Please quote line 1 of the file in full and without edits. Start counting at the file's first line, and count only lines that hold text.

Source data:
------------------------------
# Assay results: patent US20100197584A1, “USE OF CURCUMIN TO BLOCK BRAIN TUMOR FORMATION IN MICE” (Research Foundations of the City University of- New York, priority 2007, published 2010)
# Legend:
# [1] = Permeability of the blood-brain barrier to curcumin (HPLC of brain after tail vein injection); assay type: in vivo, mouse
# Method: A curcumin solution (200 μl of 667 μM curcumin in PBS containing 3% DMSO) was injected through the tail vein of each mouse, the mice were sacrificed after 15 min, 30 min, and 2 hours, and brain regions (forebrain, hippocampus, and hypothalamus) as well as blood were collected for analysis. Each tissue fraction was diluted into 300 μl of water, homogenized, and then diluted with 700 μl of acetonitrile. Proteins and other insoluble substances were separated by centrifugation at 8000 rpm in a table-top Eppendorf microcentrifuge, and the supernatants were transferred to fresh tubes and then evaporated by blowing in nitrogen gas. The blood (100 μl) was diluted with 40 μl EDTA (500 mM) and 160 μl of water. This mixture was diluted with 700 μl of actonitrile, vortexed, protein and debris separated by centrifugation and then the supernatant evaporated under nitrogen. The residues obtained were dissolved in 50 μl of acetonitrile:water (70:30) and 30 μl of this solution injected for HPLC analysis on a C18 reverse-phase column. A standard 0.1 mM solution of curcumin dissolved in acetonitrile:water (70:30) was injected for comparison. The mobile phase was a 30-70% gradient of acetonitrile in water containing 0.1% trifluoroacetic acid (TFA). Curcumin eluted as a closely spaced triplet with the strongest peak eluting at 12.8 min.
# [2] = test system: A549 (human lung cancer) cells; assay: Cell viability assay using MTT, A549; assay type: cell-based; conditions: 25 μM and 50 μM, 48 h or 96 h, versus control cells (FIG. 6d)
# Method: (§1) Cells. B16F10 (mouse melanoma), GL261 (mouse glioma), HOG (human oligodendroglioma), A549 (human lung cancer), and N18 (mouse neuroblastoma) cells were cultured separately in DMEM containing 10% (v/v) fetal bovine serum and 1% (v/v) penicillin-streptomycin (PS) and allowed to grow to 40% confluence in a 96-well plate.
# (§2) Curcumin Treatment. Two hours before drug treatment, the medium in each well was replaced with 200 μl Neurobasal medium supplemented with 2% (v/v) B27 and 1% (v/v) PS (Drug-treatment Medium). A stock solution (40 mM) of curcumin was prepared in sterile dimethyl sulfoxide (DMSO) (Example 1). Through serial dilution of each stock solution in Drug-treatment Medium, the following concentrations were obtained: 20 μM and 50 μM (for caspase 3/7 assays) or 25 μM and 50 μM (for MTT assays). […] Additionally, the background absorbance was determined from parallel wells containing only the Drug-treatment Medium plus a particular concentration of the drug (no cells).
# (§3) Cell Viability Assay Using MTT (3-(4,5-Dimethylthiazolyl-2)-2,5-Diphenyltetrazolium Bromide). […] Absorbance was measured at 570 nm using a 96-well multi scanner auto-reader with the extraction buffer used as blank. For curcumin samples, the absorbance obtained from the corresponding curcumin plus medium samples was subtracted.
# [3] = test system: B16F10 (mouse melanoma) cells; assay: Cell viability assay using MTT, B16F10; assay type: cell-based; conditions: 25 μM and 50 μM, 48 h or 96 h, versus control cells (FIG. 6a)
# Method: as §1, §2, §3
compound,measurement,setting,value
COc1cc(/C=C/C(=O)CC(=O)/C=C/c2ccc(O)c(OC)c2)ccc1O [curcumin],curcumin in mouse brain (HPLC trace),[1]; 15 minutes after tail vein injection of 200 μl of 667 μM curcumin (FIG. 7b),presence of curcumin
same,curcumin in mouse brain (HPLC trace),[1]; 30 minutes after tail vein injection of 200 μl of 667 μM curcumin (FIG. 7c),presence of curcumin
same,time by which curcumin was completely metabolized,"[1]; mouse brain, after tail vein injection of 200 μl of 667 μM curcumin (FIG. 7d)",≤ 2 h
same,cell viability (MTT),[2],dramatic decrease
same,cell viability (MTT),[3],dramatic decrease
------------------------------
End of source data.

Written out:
# Assay results: patent US20100197584A1, “USE OF CURCUMIN TO BLOCK BRAIN TUMOR FORMATION IN MICE” (Research Foundations of the City University of- New York, priority 2007, published 2010)